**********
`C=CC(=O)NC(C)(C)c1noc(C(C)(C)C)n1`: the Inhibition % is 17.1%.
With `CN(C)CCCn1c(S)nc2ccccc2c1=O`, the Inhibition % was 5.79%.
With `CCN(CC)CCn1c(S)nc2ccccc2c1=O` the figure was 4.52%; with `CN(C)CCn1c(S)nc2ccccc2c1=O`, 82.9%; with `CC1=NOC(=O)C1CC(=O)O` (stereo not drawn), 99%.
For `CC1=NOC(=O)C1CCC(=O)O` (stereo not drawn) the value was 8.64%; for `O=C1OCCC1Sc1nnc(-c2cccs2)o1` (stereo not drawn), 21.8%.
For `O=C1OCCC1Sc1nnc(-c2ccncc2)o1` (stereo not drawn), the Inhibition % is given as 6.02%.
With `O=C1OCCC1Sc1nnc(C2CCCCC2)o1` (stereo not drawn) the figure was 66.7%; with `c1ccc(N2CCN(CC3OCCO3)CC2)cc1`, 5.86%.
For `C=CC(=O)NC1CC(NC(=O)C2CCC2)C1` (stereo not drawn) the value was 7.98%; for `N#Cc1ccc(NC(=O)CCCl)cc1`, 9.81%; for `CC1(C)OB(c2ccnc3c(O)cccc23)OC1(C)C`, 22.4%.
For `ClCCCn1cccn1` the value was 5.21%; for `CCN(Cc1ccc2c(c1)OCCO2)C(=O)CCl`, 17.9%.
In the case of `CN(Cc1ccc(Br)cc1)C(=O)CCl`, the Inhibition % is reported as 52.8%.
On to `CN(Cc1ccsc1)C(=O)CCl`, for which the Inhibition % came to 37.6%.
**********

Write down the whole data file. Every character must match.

`C=CC(=O)NC(C)(C)c1noc(C(C)(C)C)n1`: the Inhibition % is 17.1%.
With `CN(C)CCCn1c(S)nc2ccccc2c1=O`, the Inhibition % was 5.79%.
With `CCN(CC)CCn1c(S)nc2ccccc2c1=O` the figure was 4.52%; with `CN(C)CCn1c(S)nc2ccccc2c1=O`, 82.9%; with `CC1=NOC(=O)C1CC(=O)O` (stereo not drawn), 99%.
For `CC1=NOC(=O)C1CCC(=O)O` (stereo not drawn) the value was 8.64%; for `O=C1OCCC1Sc1nnc(-c2cccs2)o1` (stereo not drawn), 21.8%.
For `O=C1OCCC1Sc1nnc(-c2ccncc2)o1` (stereo not drawn), the Inhibition % is given as 6.02%.
With `O=C1OCCC1Sc1nnc(C2CCCCC2)o1` (stereo not drawn) the figure was 66.7%; with `c1ccc(N2CCN(CC3OCCO3)CC2)cc1`, 5.86%.
For `C=CC(=O)NC1CC(NC(=O)C2CCC2)C1` (stereo not drawn) the value was 7.98%; for `N#Cc1ccc(NC(=O)CCCl)cc1`, 9.81%; for `CC1(C)OB(c2ccnc3c(O)cccc23)OC1(C)C`, 22.4%.
For `ClCCCn1cccn1` the value was 5.21%; for `CCN(Cc1ccc2c(c1)OCCO2)C(=O)CCl`, 17.9%.
In the case of `CN(Cc1ccc(Br)cc1)C(=O)CCl`, the Inhibition % is reported as 52.8%.
On to `CN(Cc1ccsc1)C(=O)CCl`, for which the Inhibition % came to 37.6%.